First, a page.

There is still a lot of room to go and as I like to say this is an e-commerce website. It's like Amazon except for health insurance and so there's going to need to be constant management, constant efforts to improve it to make sure it's using the latest technology, giving people the best health care options and choices.

SIMON: But isn't health care a good deal more serious to people than, you know, ordering a new plunger through Amazon?

EMANUEL: Correct, but you order a lot of important things for yourself over Amazon and this is actually about buying insurance. The website is not about delivering care. That we still do in hospitals.

SIMON: But you need the insurance for the care.

EMANUEL: Exactly, and this is a way of getting insurance to people and, again, I think over a couple of years we're going to work out most of the kinks and I do hope that they have a different kind of administrative structure that is really focused on execution going forward. And I've been calling for that and I do think that is very important for the future and to make sure that this is a viable operation for the next 10, 20, 30 years.

SIMON: You say in this book, you talk about the end of insurance companies as we know them. And now you also say they may have gotten a bad rap, that at least should be shared. What do you see over the horizon?

EMANUEL: One of the big ones, I think, is insurance companies as taking a premium, paying doctors, paying hospitals; that's going away. And it's going away for two reasons. One, is health systems are going to begin offering coverage and so you will buy your coverage from the same organization that delivers the care, kind of like more Kaisers in this world. Similarly, health insurance plans are going to begin employing doctors, hospitals and organizing them to deliver the best kind of care.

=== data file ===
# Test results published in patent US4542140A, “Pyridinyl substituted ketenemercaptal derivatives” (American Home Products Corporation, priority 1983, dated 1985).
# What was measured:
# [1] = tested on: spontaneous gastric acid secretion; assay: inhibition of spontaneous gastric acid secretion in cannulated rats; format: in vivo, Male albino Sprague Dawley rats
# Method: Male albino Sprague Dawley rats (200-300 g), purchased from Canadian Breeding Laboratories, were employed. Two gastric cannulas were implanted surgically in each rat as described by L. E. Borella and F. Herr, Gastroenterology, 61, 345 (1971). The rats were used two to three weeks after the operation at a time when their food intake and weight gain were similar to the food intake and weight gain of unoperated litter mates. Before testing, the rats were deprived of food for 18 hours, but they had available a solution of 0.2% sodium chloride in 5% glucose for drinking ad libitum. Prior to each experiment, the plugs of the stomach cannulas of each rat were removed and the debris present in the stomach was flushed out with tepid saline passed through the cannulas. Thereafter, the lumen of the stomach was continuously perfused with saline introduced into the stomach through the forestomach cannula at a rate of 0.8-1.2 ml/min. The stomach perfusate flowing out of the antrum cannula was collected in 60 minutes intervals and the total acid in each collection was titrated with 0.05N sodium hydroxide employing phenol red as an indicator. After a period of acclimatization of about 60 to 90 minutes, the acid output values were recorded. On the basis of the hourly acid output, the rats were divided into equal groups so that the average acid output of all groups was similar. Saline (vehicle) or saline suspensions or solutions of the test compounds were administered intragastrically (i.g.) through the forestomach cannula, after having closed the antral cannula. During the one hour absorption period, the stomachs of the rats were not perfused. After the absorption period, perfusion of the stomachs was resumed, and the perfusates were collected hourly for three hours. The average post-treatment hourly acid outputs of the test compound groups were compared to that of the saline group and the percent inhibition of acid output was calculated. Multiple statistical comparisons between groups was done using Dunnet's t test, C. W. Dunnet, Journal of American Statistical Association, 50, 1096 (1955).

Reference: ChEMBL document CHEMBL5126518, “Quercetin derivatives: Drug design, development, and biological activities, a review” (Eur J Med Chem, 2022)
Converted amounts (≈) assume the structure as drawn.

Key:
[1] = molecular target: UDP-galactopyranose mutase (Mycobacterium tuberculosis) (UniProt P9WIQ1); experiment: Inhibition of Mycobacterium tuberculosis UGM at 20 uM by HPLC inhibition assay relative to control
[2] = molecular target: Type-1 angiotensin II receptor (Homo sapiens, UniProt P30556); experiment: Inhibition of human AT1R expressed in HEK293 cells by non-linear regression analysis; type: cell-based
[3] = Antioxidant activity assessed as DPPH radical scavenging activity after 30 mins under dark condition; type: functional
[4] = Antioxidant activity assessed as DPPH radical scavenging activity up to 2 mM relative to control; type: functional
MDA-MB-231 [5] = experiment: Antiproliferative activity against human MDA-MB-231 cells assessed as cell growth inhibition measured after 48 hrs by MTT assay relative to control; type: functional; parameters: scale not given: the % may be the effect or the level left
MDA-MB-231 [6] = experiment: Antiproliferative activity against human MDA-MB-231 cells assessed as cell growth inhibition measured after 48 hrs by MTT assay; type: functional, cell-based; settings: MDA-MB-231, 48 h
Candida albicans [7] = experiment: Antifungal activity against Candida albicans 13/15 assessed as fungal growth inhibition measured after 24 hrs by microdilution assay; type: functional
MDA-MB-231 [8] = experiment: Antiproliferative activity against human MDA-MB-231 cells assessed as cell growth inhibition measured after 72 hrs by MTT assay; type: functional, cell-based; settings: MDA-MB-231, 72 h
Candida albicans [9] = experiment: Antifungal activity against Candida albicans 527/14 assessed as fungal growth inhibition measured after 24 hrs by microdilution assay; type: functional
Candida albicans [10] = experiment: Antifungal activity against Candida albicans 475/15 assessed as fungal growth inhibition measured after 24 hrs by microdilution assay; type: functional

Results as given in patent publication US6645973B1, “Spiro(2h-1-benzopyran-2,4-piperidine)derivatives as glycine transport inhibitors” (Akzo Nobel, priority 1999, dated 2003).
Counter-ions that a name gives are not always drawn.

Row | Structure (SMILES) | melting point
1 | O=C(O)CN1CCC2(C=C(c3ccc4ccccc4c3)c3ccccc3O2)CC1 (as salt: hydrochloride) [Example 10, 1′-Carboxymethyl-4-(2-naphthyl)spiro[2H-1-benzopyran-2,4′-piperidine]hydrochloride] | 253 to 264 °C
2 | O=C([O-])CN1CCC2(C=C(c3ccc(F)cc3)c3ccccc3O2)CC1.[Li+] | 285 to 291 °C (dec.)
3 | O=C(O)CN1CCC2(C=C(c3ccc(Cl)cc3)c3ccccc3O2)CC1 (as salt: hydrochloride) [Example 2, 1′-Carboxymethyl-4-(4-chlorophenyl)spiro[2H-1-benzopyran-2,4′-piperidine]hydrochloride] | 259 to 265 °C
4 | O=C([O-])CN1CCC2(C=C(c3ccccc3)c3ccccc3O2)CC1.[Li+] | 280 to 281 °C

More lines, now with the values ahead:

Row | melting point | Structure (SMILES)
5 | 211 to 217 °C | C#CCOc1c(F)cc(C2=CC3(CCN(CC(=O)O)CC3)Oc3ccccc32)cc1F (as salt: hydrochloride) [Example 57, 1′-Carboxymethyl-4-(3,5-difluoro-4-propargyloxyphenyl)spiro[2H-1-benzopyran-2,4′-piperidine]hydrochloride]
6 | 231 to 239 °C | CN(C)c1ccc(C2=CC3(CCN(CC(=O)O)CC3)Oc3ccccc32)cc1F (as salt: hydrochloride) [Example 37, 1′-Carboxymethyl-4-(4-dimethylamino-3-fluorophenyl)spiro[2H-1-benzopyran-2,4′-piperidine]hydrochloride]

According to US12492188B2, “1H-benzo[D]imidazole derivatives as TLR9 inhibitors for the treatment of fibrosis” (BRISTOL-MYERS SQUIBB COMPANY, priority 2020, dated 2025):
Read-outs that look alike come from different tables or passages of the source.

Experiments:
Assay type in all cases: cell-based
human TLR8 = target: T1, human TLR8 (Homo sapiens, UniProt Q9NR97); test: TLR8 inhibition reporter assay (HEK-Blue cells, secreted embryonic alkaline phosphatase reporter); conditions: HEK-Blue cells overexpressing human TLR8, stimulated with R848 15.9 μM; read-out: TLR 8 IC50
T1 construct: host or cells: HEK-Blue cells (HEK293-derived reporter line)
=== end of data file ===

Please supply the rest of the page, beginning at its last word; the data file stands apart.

So I think insurance companies are going to get into providing health care as well as insuring, and hospitals are going to begin providing insurance as well as providing the care, and you're going to see these, what I call integrated delivery systems. That's going to be the dominant mode. So you're going to buy your insurance from maybe Cleveland Clinic, maybe Mayo, maybe Johns Hopkins instead of from an insurance company.

SIMON: A few years from now, five, 10, how would you define the success of the ACA? More Americans covered or more Americans getting better health care?

EMANUEL: I think we have to have both. Expanded access so everyone in America can get health coverage and improved quality with lower costs. And I think it's well within our grasp. Is the Affordable Care Act perfect? No. But it's a pretty good structure to go forward. Let's fix the problems that it has and move on to other improvements we can now recognize.

SIMON: Dr. Ezekiel Emanuel. His new book - let me take a breath - "Reinventing American Healthcare: How the Affordable Care Act Will Improve Our Terribly Complex, Blatantly Unjust, Outrageously Expensive, Grossly Inefficient, Error Prone System." Thanks so much for being with us.

EMANUEL: It's my pleasure. This was great.